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Smt. Jaya Devi Vs. The State of Bihar & Ors [1996] INSC 103 (19 January 1996)

Punchhi, M.M.Punchhi, M.M.Venkataswami K. (J)

CITATION: 1996 AIR 1174 1996 SCALE (1)521




Leave granted.

Heard learned counsel.

The appellant herein, is Smt. Jaya Devi. It appears that her services as Assistant Teacher were terminated by the Directorate of Education, Bihar on February 19, 1990.

She moved the High Court of Patna in Writ Petition being C.W.J.C. No. 1397 of 1990 which was allowed by S.N. Jha, J. sitting singly on November 28, 1991. It was deduced that the government directions to terminate services of Assistant Teachers were not meant to apply to the case of the appellant. She was thus put back to service. The 7th respondent herein, Shri Shyama Kant Jha approached the High Court in Writ Petition being C.W.J.C. No. 13173 of 1993 seeking similar relief as of the present appellant arraying the appellant as the 7th respondent therein, possibly for support of his case. It came up for hearing before the same learned Single Judge. The Learned Single Judge thought that he had wrongly granted relief to the appellant. He dismissed the Writ Petition of Shri Shyama Kant Jha and withdrew the relief granted to the appellant by specifically owning that his earlier order in the case of appellant was not correct.

Since the appellant had been reinstated pursuant to the orders of the learned Single Judge, he went on to correct the detected mistake by ordering that her appointment be cancelled as no further opportunity to her was necessary as she had been heard by him in the matter laid before him. For the period she had actually worked, the State was precluded by the learned Single Judge from recovering salary and allowances already paid to her. This order is under challenge in this appeal.

It is not denied that a judicial order passed by a court can be reviewed or re-called by the court after observing the legal procedure as by law devised permitting a review or a re-call. In the instant case, the High Court did not follow that procedure. Rather, in a totally distinct proceeding where the appellant was neither a necessary nor proper party, where no relief was claimed against her, she was caught and deprived of the benefit she derived in her Writ Petition. We are not, for the moment, commenting on the merit of the matter, but only to the method adopted by the learned Single Judge in nullifying his order in favour of the appellant in proceedings in which she had no interest at all.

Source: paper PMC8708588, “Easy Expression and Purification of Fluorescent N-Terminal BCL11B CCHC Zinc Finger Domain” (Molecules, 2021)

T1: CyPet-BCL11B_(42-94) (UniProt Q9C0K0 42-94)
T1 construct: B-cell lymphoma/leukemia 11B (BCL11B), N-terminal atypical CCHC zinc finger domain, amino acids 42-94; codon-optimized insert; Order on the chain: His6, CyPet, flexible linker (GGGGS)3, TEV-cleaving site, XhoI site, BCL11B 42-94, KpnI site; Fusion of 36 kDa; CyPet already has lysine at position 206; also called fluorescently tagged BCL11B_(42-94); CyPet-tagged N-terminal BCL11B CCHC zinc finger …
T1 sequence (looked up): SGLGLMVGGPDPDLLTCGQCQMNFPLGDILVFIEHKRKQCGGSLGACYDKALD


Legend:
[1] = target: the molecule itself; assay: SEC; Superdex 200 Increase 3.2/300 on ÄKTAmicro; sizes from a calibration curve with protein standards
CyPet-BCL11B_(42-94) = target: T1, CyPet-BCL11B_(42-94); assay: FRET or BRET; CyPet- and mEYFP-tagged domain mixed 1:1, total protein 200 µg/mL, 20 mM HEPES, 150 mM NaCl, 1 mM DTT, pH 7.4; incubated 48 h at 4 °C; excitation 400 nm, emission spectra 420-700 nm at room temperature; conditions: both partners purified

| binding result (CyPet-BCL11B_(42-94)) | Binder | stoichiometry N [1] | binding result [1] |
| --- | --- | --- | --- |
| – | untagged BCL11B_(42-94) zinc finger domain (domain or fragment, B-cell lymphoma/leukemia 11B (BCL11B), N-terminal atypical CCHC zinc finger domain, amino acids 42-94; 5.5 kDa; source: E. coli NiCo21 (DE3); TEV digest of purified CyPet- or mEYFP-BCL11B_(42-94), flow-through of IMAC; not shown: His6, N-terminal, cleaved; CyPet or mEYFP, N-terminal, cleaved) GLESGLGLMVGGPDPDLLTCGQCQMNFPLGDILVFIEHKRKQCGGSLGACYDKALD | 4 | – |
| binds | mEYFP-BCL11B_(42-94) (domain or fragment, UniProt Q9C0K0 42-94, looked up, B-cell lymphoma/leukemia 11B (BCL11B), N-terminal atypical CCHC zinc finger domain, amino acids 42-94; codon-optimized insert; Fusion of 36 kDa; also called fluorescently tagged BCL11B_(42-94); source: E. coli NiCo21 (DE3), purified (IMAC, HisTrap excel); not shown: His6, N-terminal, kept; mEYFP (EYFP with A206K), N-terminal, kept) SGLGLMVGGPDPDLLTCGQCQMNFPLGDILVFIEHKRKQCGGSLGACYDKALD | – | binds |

Mr. B.B. Singh, learned counsel for the State of Bihar, on the strength of the two decisions of this Court in Chandra Bansi Singh and Others etc. vs. State of Bihar and others etc. [1985 (1) SCR 579 (583)] and State of Rajasthan vs. Gurcharandas Chadha [1980(1) SCC 250 ] goes to contend that if the High Court has corrected errors, even in exercise of powers which it did not have, then this Court should not cause any interference thereto in exercise of jurisdiction under Article 136 of the Constitution. As said before, we are not commenting on the merit of the matter, as to whether the order passed by the High Court in favour of the appellant in the first instance was correct or not. We have strong reservation in the manner in which the effect of the order was withdrawn in distinct proceedings. The appellant was not put to specific notice that the order in her favour was to be re-called for grounds stated. We cannot uphold such order of the High Court to the extent which affects the appellant. We, therefore, allow this appeal, set aside the impugned order of the High Court to the extent it affects the appellant. The ill-effect of the same stands withdrawn in so far as the appellant is concerned. The appellant shall get her costs too.


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